The record sold quickly enough that Paper Garden Records repressed it at least three times in the United States to keep up with sales, according to Mardock. (Sidenote: Fellow Broken Bow native Bryan Vaughan founded Paper Garden.)

If the album’s content is morose, intense and passionate, it was a reflection of Mardock’s own attitude at the time.

“I was pretty me-obsessed at the time, pretty focused on myself, my feelings,” he says. “I didn’t really write songs about other people or songs that told a story or that were about events. And I still don’t. I’m just not into fictitious songs or songs that aren’t true to what I’m feeling.”

The acutely personal nature of the writing comes across on the album. Lyrics such as, “Won’t you come and crucify me / Judas kiss me and then deny me / Drink my blood and eat my body / Come on bitches, deify me,” on “Hello, Never” could not be the product of a songwriter’s empathy. They are the product of a hyper-aware conceit.

“There was very little bullshit as far as the lyrics go,” Mardock says. “It was the easiest album I’ve ever written because I was less self-conscious then. I wasn’t thinking about other people — about reviews, about what people would say about the songs because it hadn’t ever really occurred to me that they would. I was still innocent.”

The album feels like an allegory for youth. With its shadowy valleys and high peaks, even at the mountaintop, the sun struggles to break through the clouds. For my own youth, when, even though I didn’t have the experience to relate to Mardock’s torrid lyrical content, I certainly understood the desolation. In that same way, it serves as a symbol of the band’s youth, which Mardock says was hardly a band at all at the time. And for Mardock’s youth as a recording musician.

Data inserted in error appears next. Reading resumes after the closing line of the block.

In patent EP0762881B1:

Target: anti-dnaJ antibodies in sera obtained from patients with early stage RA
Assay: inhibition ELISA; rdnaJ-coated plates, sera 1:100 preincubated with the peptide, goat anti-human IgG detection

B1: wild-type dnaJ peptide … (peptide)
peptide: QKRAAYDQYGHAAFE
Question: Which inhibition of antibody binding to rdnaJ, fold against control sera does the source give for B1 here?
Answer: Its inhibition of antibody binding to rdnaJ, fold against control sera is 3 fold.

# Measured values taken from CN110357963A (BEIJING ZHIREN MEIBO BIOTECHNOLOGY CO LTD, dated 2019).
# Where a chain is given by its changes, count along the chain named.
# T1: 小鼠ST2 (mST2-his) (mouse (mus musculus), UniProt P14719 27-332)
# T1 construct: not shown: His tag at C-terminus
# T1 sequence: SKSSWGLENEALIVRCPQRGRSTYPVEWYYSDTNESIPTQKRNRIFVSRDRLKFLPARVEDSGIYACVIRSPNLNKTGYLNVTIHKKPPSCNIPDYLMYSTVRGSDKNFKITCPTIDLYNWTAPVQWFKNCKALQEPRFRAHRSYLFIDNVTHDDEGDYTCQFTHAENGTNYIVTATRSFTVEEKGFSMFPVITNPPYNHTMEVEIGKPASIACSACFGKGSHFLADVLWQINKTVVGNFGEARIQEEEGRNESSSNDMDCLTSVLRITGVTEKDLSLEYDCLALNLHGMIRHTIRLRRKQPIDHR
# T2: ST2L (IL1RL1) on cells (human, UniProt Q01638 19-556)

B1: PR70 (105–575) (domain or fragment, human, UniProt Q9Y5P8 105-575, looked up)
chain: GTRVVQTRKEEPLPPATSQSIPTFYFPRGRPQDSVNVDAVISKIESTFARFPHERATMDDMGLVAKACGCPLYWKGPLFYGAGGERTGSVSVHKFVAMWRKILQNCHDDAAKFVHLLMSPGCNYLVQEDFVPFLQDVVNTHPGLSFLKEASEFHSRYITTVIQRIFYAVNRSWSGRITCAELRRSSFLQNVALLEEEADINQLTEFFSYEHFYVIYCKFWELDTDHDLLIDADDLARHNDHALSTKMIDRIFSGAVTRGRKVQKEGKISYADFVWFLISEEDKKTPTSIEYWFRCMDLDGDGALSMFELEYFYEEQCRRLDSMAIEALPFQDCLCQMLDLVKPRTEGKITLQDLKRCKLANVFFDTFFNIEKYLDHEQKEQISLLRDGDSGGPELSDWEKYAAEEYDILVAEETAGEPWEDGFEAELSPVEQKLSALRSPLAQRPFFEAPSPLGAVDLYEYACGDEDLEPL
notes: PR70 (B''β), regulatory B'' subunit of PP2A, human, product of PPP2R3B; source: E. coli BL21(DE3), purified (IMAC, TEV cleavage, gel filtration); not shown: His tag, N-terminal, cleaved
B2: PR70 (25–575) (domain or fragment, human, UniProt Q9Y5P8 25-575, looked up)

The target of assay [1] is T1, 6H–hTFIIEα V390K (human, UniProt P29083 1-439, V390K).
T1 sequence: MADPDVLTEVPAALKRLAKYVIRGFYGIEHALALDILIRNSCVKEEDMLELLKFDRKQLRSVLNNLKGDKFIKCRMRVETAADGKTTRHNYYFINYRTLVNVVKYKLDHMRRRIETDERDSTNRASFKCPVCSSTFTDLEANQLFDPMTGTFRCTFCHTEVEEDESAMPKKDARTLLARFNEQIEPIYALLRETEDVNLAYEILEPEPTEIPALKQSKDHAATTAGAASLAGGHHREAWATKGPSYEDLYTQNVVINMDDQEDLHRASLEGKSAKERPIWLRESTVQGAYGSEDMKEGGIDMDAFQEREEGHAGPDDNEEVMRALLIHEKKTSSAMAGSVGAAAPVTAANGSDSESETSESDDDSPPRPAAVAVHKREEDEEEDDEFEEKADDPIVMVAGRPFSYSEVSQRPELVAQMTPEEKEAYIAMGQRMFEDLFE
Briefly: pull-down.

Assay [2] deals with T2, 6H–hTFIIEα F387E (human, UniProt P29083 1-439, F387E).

Like youth, Eagle Seagull is a learning experience. With it, I was learning to qualify my opinions. Mardock learned the difficulties of being in a band.

“You learn a lot about people, about human nature, about your bandmates, about relationships, about yourself, about your ego,” Mardock says.

But remembering the past is tricky. Our memories latch onto the positive qualities from a given time in our life and tend to gloss over the difficulties, the struggles. Maybe it’s a defense mechanism, so we’re not just miserable all the time. Objectively, I know that while I was in high school, I wanted nothing more than to not be in high school, at my high school. I’m not unique in this. Yet the more removed I become from those years, the more gently I tend to remember it. Mardock’s experience with Eagle Seagull and the time in his life it represents is similar.

“It’s easy to be nostalgic about that time. It was the infancy of my adulthood. There were a lot of fun moments,” he says. “It’s easy to forget how hard and broken my personal life was.”

“I read once that we forget the vast majority of our lives simply because our brains don’t have the capacity to remember it all. Sometimes you wonder what the point is.”

Maybe that’s what the experience of an album is for, to get a feeling, a time in one’s life, down on paper, so to speak. The record doesn’t lie: “This is how you felt when you wrote this song, remember?” it seems to say. When Mardock wrote “Lock and Key,” he felt “your love fading away.” Whatever love was fading, Mardock may be over it — the present is harsher than the past — but it was there once.

The album stands as more than a window into the psyche of a young musician or a high school wannabe music journalist. At its core, these are the songs of conflicted and complex emotions, steeped in turmoil and anxiety. It’s an album obsessed with its own depth, its own poeticism and point of view. To me, that sounds like being 17.

Jacob Zlomke is a Hear Nebraska editorial intern. There are nice people in Broken Bow who have good taste. Reach him at jacobz@hearnebraska.org.